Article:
Sir Elton John
CBE, celebrated a sparkling 50-year career by including Montreux in his "Farewell Yellow Brick Road Tour" after 300 million album sales. His adaptation of "Candle in the Wind" for Diana, Princess of Wales, was the highest selling single in history. Realizing that the 4,000 capacity Stravinski Auditorium would be insufficient for Sir Elton's audience, even with two performances, the decision was taken to transform the local stadium in Montreux into an outdoor venue for 15,000 people, in just three weeks.
Performances at the Montreux Jazz Club began with Seun Kuti& Egypt 80 building on the style of his father, Afrobeat pioneer Fela Kuti
. The Montreux Jazz Club has theatre style seating for 600, at times configured with candlelit tables to seat a hundred people close to the stage, creating the club atmosphere.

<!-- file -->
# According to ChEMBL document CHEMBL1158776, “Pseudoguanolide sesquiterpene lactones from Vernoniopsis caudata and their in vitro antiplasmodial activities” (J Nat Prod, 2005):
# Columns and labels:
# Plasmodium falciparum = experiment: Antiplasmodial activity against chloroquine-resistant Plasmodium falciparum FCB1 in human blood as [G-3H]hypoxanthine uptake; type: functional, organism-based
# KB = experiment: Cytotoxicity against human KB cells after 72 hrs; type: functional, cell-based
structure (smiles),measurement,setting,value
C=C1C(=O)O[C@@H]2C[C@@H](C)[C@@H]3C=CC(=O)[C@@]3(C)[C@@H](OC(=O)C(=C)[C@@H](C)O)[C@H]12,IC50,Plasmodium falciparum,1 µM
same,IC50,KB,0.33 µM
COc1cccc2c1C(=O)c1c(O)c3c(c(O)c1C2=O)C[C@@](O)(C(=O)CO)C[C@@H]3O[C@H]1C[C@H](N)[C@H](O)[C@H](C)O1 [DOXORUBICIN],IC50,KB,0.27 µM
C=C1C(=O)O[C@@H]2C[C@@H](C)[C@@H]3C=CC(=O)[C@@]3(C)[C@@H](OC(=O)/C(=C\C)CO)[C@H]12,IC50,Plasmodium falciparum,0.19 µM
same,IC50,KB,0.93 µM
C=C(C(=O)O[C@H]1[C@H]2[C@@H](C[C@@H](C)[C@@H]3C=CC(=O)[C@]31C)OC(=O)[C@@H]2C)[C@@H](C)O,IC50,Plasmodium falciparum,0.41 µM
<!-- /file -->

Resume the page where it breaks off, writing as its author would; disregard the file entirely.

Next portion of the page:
Montreux Jazz Festival supports High School and University jazz bands. Throughout the Festival there were orchestras from Utah State, Southampton University UK, Denver Jazz Club, Mountbatten Big Band UK, Groover Big Band, Holland, The Philadelphia Jazz Orchestra, Dixie Dominus Traditional jazz band USA, and the California Jazz Conservatory. in many cases the young musicians fund their travel, underlining the sad economic fact that big bands are a very tough commercial proposition.
In the evening, Janet Jackson, youngest of the famed Jackson family and a driving force in a 1990 revival of R&B popularity, performed in the Stravinsky Auditorium while at the Montreux Jazz Club, British singer Rahh presented her soul compositions. She included "I won't be a problem," which broke down into a section of rhythmic clapping in counterpoint. Her composition "For the Love of It" was dedicated to her father, who once briefly shared management with The Beatles